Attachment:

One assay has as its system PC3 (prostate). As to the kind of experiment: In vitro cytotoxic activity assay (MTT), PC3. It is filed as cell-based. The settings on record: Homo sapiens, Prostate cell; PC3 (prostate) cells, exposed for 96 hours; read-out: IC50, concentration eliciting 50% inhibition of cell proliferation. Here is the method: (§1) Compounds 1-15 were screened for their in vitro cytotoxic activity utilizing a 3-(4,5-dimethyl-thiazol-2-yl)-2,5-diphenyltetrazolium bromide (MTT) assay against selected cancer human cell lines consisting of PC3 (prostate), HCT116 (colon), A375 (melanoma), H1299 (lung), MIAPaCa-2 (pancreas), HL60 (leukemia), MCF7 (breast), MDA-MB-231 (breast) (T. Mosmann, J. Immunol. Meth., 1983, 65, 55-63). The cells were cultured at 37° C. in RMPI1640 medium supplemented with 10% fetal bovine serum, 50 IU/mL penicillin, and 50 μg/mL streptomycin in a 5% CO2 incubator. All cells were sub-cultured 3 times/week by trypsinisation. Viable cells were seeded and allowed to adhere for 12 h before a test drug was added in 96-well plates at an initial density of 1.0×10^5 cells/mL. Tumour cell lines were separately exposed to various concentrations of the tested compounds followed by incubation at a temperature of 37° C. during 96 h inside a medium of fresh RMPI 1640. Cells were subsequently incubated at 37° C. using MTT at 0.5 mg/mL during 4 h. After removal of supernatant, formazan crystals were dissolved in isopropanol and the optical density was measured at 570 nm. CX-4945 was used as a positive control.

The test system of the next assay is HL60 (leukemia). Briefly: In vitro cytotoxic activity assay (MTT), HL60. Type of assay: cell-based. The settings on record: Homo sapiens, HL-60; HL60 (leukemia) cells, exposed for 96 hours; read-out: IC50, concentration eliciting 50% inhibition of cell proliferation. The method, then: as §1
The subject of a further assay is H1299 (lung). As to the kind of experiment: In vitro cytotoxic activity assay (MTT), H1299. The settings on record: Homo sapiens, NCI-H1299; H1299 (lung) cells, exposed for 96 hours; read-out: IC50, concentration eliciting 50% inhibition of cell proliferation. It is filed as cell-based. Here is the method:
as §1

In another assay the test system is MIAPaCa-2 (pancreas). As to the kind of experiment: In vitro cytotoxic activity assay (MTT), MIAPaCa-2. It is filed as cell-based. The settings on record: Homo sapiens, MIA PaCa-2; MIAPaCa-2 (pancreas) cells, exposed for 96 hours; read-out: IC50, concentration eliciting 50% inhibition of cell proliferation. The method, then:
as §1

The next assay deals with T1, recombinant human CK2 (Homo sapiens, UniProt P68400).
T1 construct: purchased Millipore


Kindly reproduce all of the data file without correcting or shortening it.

One assay has as its system PC3 (prostate). As to the kind of experiment: In vitro cytotoxic activity assay (MTT), PC3. It is filed as cell-based. The settings on record: Homo sapiens, Prostate cell; PC3 (prostate) cells, exposed for 96 hours; read-out: IC50, concentration eliciting 50% inhibition of cell proliferation. Here is the method: (§1) Compounds 1-15 were screened for their in vitro cytotoxic activity utilizing a 3-(4,5-dimethyl-thiazol-2-yl)-2,5-diphenyltetrazolium bromide (MTT) assay against selected cancer human cell lines consisting of PC3 (prostate), HCT116 (colon), A375 (melanoma), H1299 (lung), MIAPaCa-2 (pancreas), HL60 (leukemia), MCF7 (breast), MDA-MB-231 (breast) (T. Mosmann, J. Immunol. Meth., 1983, 65, 55-63). The cells were cultured at 37° C. in RMPI1640 medium supplemented with 10% fetal bovine serum, 50 IU/mL penicillin, and 50 μg/mL streptomycin in a 5% CO2 incubator. All cells were sub-cultured 3 times/week by trypsinisation. Viable cells were seeded and allowed to adhere for 12 h before a test drug was added in 96-well plates at an initial density of 1.0×10^5 cells/mL. Tumour cell lines were separately exposed to various concentrations of the tested compounds followed by incubation at a temperature of 37° C. during 96 h inside a medium of fresh RMPI 1640. Cells were subsequently incubated at 37° C. using MTT at 0.5 mg/mL during 4 h. After removal of supernatant, formazan crystals were dissolved in isopropanol and the optical density was measured at 570 nm. CX-4945 was used as a positive control.

The test system of the next assay is HL60 (leukemia). Briefly: In vitro cytotoxic activity assay (MTT), HL60. Type of assay: cell-based. The settings on record: Homo sapiens, HL-60; HL60 (leukemia) cells, exposed for 96 hours; read-out: IC50, concentration eliciting 50% inhibition of cell proliferation. The method, then: as §1
The subject of a further assay is H1299 (lung). As to the kind of experiment: In vitro cytotoxic activity assay (MTT), H1299. The settings on record: Homo sapiens, NCI-H1299; H1299 (lung) cells, exposed for 96 hours; read-out: IC50, concentration eliciting 50% inhibition of cell proliferation. It is filed as cell-based. Here is the method:
as §1

In another assay the test system is MIAPaCa-2 (pancreas). As to the kind of experiment: In vitro cytotoxic activity assay (MTT), MIAPaCa-2. It is filed as cell-based. The settings on record: Homo sapiens, MIA PaCa-2; MIAPaCa-2 (pancreas) cells, exposed for 96 hours; read-out: IC50, concentration eliciting 50% inhibition of cell proliferation. The method, then:
as §1

The next assay deals with T1, recombinant human CK2 (Homo sapiens, UniProt P68400).
T1 construct: purchased Millipore